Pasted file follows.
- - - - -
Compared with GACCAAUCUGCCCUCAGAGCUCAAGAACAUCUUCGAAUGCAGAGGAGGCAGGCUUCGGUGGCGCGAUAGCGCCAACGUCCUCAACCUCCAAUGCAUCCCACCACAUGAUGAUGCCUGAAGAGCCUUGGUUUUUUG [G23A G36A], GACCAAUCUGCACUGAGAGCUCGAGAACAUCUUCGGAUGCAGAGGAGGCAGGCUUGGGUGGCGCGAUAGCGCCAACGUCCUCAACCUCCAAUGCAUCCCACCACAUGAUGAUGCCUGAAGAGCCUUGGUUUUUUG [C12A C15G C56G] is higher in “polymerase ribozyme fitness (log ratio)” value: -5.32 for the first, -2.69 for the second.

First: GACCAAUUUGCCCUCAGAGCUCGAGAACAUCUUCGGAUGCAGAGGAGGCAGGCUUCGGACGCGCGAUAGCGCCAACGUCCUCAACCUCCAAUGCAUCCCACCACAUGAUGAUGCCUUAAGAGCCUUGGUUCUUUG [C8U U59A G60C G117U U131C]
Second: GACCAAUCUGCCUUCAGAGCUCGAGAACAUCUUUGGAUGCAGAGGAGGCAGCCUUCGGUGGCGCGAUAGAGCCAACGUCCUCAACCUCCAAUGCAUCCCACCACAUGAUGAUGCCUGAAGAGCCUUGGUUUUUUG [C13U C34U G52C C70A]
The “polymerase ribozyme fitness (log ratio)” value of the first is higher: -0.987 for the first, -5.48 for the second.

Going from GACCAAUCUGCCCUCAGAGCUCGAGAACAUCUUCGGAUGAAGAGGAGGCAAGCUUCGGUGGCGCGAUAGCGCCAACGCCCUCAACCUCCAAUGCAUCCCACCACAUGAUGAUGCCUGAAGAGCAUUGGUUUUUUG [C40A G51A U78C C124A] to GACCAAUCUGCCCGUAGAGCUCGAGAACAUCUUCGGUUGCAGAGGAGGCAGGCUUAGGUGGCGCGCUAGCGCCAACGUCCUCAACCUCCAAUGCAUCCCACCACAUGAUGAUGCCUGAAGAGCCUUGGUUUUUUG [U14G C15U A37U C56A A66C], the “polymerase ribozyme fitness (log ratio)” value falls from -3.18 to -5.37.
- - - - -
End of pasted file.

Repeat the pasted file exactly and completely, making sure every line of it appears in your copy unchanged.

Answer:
Compared with GACCAAUCUGCCCUCAGAGCUCAAGAACAUCUUCGAAUGCAGAGGAGGCAGGCUUCGGUGGCGCGAUAGCGCCAACGUCCUCAACCUCCAAUGCAUCCCACCACAUGAUGAUGCCUGAAGAGCCUUGGUUUUUUG [G23A G36A], GACCAAUCUGCACUGAGAGCUCGAGAACAUCUUCGGAUGCAGAGGAGGCAGGCUUGGGUGGCGCGAUAGCGCCAACGUCCUCAACCUCCAAUGCAUCCCACCACAUGAUGAUGCCUGAAGAGCCUUGGUUUUUUG [C12A C15G C56G] is higher in “polymerase ribozyme fitness (log ratio)” value: -5.32 for the first, -2.69 for the second.

First: GACCAAUUUGCCCUCAGAGCUCGAGAACAUCUUCGGAUGCAGAGGAGGCAGGCUUCGGACGCGCGAUAGCGCCAACGUCCUCAACCUCCAAUGCAUCCCACCACAUGAUGAUGCCUUAAGAGCCUUGGUUCUUUG [C8U U59A G60C G117U U131C]
Second: GACCAAUCUGCCUUCAGAGCUCGAGAACAUCUUUGGAUGCAGAGGAGGCAGCCUUCGGUGGCGCGAUAGAGCCAACGUCCUCAACCUCCAAUGCAUCCCACCACAUGAUGAUGCCUGAAGAGCCUUGGUUUUUUG [C13U C34U G52C C70A]
The “polymerase ribozyme fitness (log ratio)” value of the first is higher: -0.987 for the first, -5.48 for the second.

Going from GACCAAUCUGCCCUCAGAGCUCGAGAACAUCUUCGGAUGAAGAGGAGGCAAGCUUCGGUGGCGCGAUAGCGCCAACGCCCUCAACCUCCAAUGCAUCCCACCACAUGAUGAUGCCUGAAGAGCAUUGGUUUUUUG [C40A G51A U78C C124A] to GACCAAUCUGCCCGUAGAGCUCGAGAACAUCUUCGGUUGCAGAGGAGGCAGGCUUAGGUGGCGCGCUAGCGCCAACGUCCUCAACCUCCAAUGCAUCCCACCACAUGAUGAUGCCUGAAGAGCCUUGGUUUUUUG [U14G C15U A37U C56A A66C], the “polymerase ribozyme fitness (log ratio)” value falls from -3.18 to -5.37.